Be aware language learning coincides with awareness

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A screenshot of the visual scene with areas of interest superimposed, as shown to subjects

Eye tracking study shows awareness is the key to language learning

Second language learners need to be consciously aware of their learning in order to learn, suggests a study by Sible Andringa at the University of Amsterdam.

The role of awareness in second language learning has a long and controversial history. Does unconscious, implicit learning precede awareness, or is awareness necessary for learning? Andringa’s study sought to answer this question by analysing the process of learning using a method that did not itself trigger awareness.

Thirty-nine Dutch speakers aged 18-28 were told they were taking part in a study on the ‘automisation of linguistic knowledge’. It may be worth noting here that very few Dutch speaking adults are new to language learning. Studying English and at least one other foreign language, typically Germany or French, are compulsory at secondary school, and in 2012 an EU test of language proficiency found that, on average, Dutch 15-year-olds were B1 or above in two foreign languages.

The study participants listened to phrases such as ‘this is a cat’ in a novel language derived from Esperanto, and matched the phrase to one of a pair of pictures. Participants were instructed to “learn the language and try to become fast in responding.”

The phrases used contained 18 nouns with determiners indicating whether the noun was near or far from the viewer and whether they were animate or inanimate. In order to match the correct picture to the phrase, the listener needed to have learned the nouns by trial and error.

However, if they also learned how the determiners which

preceded the nouns were used then eye tracking data would show that they could anticipate the correct picture before hearing the noun. For example, ‘gitene’ means near and animate, so when given the choice of a cat or a bicycle (at the same distance) and hearing ‘tio estas gitene cato’ their eyes would go to the cat on hearing ‘gitene’ before hearing ‘cato’.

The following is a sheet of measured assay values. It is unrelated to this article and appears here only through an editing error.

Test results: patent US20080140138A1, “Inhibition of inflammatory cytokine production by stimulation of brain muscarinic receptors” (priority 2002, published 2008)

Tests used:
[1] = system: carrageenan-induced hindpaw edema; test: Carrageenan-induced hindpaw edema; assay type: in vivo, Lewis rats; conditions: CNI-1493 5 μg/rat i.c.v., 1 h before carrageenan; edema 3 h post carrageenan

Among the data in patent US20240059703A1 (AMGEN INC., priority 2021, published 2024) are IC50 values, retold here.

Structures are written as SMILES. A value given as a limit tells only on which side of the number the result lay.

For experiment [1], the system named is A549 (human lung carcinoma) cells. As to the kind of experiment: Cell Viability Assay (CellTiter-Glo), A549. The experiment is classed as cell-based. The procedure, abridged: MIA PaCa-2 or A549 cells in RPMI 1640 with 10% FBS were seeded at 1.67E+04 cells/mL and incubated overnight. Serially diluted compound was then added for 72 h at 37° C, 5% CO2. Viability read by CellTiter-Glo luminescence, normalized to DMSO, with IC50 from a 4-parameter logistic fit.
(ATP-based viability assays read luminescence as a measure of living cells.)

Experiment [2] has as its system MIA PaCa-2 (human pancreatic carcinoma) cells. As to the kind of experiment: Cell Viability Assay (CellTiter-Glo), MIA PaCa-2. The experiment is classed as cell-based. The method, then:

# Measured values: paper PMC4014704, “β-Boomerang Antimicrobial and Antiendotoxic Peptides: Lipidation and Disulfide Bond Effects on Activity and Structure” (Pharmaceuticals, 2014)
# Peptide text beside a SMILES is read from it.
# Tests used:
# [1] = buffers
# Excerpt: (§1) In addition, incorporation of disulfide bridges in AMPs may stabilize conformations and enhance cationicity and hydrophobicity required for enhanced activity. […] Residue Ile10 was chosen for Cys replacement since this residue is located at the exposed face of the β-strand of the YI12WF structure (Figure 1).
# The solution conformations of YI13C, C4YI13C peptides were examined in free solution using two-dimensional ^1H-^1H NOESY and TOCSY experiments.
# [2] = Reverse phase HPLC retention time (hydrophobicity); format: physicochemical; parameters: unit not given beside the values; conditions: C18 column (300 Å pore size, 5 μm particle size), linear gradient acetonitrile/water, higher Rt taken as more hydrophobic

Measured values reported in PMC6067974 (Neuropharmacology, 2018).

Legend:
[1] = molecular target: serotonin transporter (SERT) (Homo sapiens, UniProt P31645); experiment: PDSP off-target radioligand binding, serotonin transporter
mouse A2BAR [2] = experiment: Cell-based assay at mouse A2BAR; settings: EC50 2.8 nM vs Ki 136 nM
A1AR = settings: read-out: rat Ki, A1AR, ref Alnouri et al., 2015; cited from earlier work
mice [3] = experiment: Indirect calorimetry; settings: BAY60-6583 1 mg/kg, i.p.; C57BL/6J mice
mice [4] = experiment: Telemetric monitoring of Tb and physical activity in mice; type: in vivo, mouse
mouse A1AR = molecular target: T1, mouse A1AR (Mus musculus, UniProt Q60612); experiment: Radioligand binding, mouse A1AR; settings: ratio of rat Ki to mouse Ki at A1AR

By using eye tracking in this way, Andringa was able to examine the process of learning in real time without interfering with the learners’ awareness.

After 288 trials, the participants were asked if they were aware of the target language structure, i.e. the determiners for distance and animacy, and if so, during which of 7 sets of trials they had become aware. Of the 39 participants, only 13 reported awareness, with times ranging from the 2nd to the 7th set of trials.

Analysing eye tracking data showed that for the 13 aware participants, learning coincided with awareness and did not precede it.

For the remaining 26 participants, who were not consciously aware of the target language structure, there was no eye-tracking evidence of learning at all.

Andringa was not expecting so few of the participants to learn the target language structure, and this effectively reduced the sample size from 39 to 13, meaning that the results are not statistically robust. Nevertheless, the pattern that emerges is distinct, and hopefully a larger study will follow.

As to why so few participants were able to learn the target language – it may be just a matter of giving them more time. There are also unanswered questions concerning the possible role of implicit, unconscious learning, which might be gradual over time, and if so, how that would be measured.

A crucial question for students and teachers is – if awareness is necessary for learning, how, why and when is that awareness triggered? Also intriguing is the variation in how long it took for the aware 13 to become aware, which might reflect individual differences in implicit learning or cognitive skills.

REFERENCE

Andringa, S. (2020). The emergence of awareness in uninstructed L2 learning: A visual world eye tracking study. Second Language Research. https://doi.org/10.1177/02676583 20915502

Images courtesy of ANDRINGA, S. and ANDRINGA, S